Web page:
I believe the would-be colonialists in the comfortable offices of such cities as Brussels, Copenhagen and New York have another realization coming: For the people of developing nations wanting to better their lives, the use of hydrocarbons is not negotiable.

Vijay Jayaraj is a Research Associate at the CO2 Coalition, Arlington, VA., and holds a master’s degree in environmental sciences from the University of East Anglia, UK. He resides in Bengaluru, India.

This commentary was first published by American Thinker, June 28, 2022

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Bill Toland
June 30, 2022 6:20 am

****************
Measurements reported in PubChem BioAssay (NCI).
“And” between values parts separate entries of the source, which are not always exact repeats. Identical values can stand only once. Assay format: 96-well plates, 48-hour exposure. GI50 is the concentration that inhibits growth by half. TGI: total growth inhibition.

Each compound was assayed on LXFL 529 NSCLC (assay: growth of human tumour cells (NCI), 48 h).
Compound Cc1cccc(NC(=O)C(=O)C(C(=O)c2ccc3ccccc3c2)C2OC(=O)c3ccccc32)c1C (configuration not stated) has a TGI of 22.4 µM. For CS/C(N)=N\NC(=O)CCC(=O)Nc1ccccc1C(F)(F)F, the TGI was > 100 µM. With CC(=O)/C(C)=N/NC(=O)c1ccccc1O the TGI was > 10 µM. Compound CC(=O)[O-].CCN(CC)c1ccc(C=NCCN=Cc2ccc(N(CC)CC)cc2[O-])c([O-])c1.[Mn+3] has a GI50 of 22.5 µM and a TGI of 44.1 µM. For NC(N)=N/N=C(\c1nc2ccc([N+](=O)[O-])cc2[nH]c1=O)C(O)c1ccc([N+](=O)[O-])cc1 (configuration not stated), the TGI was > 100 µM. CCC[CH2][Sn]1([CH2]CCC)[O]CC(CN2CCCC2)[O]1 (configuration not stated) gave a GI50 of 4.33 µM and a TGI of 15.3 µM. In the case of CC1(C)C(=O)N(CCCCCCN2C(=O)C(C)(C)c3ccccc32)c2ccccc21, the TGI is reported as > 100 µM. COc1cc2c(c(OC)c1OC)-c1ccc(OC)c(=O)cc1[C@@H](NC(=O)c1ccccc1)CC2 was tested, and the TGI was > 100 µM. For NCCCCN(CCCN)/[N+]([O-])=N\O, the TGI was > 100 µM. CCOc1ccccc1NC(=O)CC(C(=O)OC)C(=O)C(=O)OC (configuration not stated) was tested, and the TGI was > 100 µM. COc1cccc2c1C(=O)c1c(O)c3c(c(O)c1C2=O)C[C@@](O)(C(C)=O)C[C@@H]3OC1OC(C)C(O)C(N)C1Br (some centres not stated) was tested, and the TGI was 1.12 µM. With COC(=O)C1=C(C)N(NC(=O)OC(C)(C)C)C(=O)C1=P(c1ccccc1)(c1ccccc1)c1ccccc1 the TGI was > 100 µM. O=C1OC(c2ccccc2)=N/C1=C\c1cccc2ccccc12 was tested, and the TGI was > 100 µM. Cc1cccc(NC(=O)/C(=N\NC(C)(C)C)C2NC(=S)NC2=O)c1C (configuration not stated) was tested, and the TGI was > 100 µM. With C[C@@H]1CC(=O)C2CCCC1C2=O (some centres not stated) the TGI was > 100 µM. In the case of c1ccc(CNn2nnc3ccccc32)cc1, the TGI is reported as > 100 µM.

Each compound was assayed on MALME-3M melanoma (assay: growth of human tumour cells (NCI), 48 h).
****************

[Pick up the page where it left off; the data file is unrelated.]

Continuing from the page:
I know British Greens who have told me that Africa cannot be allowed to industrialise “because the planet cannot afford it”. I find their attitudes to be hypocritical, patronising and imperialistic.

Tom Halla
Reply to  Bill Toland
June 30, 2022 6:27 am

Keep the peasants in their mud huts.

DMacKenzie
Reply to  Tom Halla
June 30, 2022 8:08 am

The good that can be done by pump for irrigation, whether electric or gasoline powered is just so huge….

jarek
Reply to  Tom Halla
July 1, 2022 1:32 am

Peasants and the Untermensch alike:

ClientEarth litigator Peter Barnett said: “This underlines that stranded asset risk is not a theoretical concern. This project [Ostroleka C, Poland] was never viable, whether from a financial or a climate perspective, as its sponsors were repeatedly warned. Investors are fleeing coal and Ostroleka C is just the latest example of wasted shareholder funds that could have been invested in cleaner, lower cost renewables.’

https://www.worldcoal.com/coal/21052020/pln1-billion-hit-for-companies-as-polands-newest-coal-project-becomes-stranded-asset/